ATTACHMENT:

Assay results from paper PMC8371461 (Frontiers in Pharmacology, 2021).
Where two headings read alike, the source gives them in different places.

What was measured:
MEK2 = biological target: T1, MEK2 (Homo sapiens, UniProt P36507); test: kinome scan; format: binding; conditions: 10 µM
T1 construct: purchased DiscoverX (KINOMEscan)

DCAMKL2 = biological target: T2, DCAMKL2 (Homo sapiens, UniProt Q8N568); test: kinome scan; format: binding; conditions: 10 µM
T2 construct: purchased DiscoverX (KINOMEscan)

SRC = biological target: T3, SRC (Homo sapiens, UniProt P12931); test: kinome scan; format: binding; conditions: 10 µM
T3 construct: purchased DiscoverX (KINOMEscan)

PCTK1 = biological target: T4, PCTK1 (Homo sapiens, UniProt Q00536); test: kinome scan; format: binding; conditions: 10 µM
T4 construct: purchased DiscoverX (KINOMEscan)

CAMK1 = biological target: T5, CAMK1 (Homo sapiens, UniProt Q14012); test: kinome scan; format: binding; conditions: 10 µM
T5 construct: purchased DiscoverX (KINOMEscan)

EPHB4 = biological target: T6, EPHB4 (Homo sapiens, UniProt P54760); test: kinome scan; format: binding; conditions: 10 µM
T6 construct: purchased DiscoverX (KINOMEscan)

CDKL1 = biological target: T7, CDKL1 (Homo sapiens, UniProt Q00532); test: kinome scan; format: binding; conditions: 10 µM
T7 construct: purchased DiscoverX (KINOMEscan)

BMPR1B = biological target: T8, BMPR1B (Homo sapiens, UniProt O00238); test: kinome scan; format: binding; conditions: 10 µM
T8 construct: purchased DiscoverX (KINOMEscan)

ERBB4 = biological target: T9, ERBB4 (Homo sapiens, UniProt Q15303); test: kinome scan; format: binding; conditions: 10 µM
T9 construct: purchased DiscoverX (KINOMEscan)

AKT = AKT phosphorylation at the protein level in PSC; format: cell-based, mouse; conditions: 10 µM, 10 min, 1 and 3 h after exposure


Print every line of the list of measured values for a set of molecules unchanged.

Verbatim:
Assay results from paper PMC8371461 (Frontiers in Pharmacology, 2021).
Where two headings read alike, the source gives them in different places.

What was measured:
MEK2 = biological target: T1, MEK2 (Homo sapiens, UniProt P36507); test: kinome scan; format: binding; conditions: 10 µM
T1 construct: purchased DiscoverX (KINOMEscan)

DCAMKL2 = biological target: T2, DCAMKL2 (Homo sapiens, UniProt Q8N568); test: kinome scan; format: binding; conditions: 10 µM
T2 construct: purchased DiscoverX (KINOMEscan)

SRC = biological target: T3, SRC (Homo sapiens, UniProt P12931); test: kinome scan; format: binding; conditions: 10 µM
T3 construct: purchased DiscoverX (KINOMEscan)

PCTK1 = biological target: T4, PCTK1 (Homo sapiens, UniProt Q00536); test: kinome scan; format: binding; conditions: 10 µM
T4 construct: purchased DiscoverX (KINOMEscan)

CAMK1 = biological target: T5, CAMK1 (Homo sapiens, UniProt Q14012); test: kinome scan; format: binding; conditions: 10 µM
T5 construct: purchased DiscoverX (KINOMEscan)

EPHB4 = biological target: T6, EPHB4 (Homo sapiens, UniProt P54760); test: kinome scan; format: binding; conditions: 10 µM
T6 construct: purchased DiscoverX (KINOMEscan)

CDKL1 = biological target: T7, CDKL1 (Homo sapiens, UniProt Q00532); test: kinome scan; format: binding; conditions: 10 µM
T7 construct: purchased DiscoverX (KINOMEscan)

BMPR1B = biological target: T8, BMPR1B (Homo sapiens, UniProt O00238); test: kinome scan; format: binding; conditions: 10 µM
T8 construct: purchased DiscoverX (KINOMEscan)

ERBB4 = biological target: T9, ERBB4 (Homo sapiens, UniProt Q15303); test: kinome scan; format: binding; conditions: 10 µM
T9 construct: purchased DiscoverX (KINOMEscan)

AKT = AKT phosphorylation at the protein level in PSC; format: cell-based, mouse; conditions: 10 µM, 10 min, 1 and 3 h after exposure